That mindset served McGriff well just to get to the major leagues, and now to become the third Tampa native in Hall, joining Al Lopez and Tony La Russa. Wade Boggs, a 2005 inductee, moved to Tampa at age 11.
“It says a lot about Tampa,” McGriff said. “Over the years there’s been so many great players that have made it to the big leagues. It’s kind of staggering. … So now I get to join Wade in the crew.”
Spending childhood days collecting broken bats at the Reds’ spring training camp and later selling sodas in the stands at Tampa Stadium, McGriff went on to play baseball at Jefferson High under legendary coach Pop Cuesta.
But that was after — now somewhat infamously — failing to make the team as sophomore, then getting bigger, stronger and much better.
“Getting cut from my high school team and making it up to the big leagues, it’s been a beautiful ride,” McGriff said.
He was a ninth-round pick by the Yankees in 1981, traded as a low-level minor-leaguer the next year to the Jays, and reached the majors in 1986. By the next year, he was on his way to being one of the game’s top slugging first basemen, averaging 35 homers over a seven-year stretch, twice leading his league and becoming the first to hit 30 with five different teams.
He was traded to the Padres for the 1991 season, to the Braves in July 1993 — helping them to the 1995 World Series championship — then sold to the hometown Devil Rays for their inaugural 1998 season, a favorite of original general manager Chuck LaMar and his young son Charlie. He was traded in July 2001 to the Cubs, spent part of 2003 with the Dodgers and returned to the Rays in 2004 for a final run, trying to reach the 500-homer plateau,; he hit only two in 27 games and then retired.
He acknowledged Sunday that he occasionally thought that had the 1994-95 seasons not been shortened by labor strife, he might have gotten to 500. Also, he joked, had the umpires called fair a few balls he hit right down the line.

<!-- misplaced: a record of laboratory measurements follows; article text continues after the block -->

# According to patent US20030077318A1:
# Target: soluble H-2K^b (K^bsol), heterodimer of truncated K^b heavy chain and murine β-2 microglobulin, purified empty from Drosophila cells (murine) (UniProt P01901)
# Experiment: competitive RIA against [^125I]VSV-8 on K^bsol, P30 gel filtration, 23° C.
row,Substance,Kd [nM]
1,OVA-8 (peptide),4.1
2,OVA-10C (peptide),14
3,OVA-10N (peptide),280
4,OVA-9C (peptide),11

Many shared in McGriff’s excitement on Sunday.
“It has been long overdue,” said fellow Tampa product and former big-leaguer Tino Martinez. “The numbers he put up year after year speak for themselves. His consistency and longevity and playing the game the right way — he is a Hall of Famer.”
LaMar said the honor was well-deserved.
“Obviously he was an outstanding player, but even more than that a tremendous teammate and someone that made a difference, a positive impact on every team he ever played for,” LaMar said. “I was fortunate to be with him in Atlanta and in Tampa Bay. His consistency is what made him a Hall of Famer. Not only the years, but the years of outstanding productivity.
“So, when you think of Fred, you think of not only that consistent productivity, but just the way he went about his business and the impact he had on every club.”
Whatever frustrations McGriff had over the years seemed distant Sunday. He watched the announcement with his wife and daughter at his Tampa home, sipping some wine to relax. He flies to San Diego on Monday morning for a welcome meeting with Hall officials and more media sessions at the winter meetings, and he will be inducted into the Hall in Cooperstown, N.Y., on July 23.
“It’s all good,” he said, with that well-known smile. “It’s been well worth the wait.”